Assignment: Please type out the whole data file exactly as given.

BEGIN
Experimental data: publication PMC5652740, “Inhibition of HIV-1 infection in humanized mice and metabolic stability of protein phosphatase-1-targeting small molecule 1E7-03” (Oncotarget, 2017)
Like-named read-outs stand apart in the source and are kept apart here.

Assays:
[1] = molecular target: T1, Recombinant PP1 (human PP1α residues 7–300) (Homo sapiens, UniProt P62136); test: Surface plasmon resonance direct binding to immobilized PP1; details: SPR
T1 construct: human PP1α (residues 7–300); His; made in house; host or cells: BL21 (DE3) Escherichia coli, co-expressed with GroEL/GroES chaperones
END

Experimental data: publication PMC5652740, “Inhibition of HIV-1 infection in humanized mice and metabolic stability of protein phosphatase-1-targeting small molecule 1E7-03” (Oncotarget, 2017)
Like-named read-outs stand apart in the source and are kept apart here.

Assays:
[1] = molecular target: T1, Recombinant PP1 (human PP1α residues 7–300) (Homo sapiens, UniProt P62136); test: Surface plasmon resonance direct binding to immobilized PP1; details: SPR
T1 construct: human PP1α (residues 7–300); His; made in house; host or cells: BL21 (DE3) Escherichia coli, co-expressed with GroEL/GroES chaperones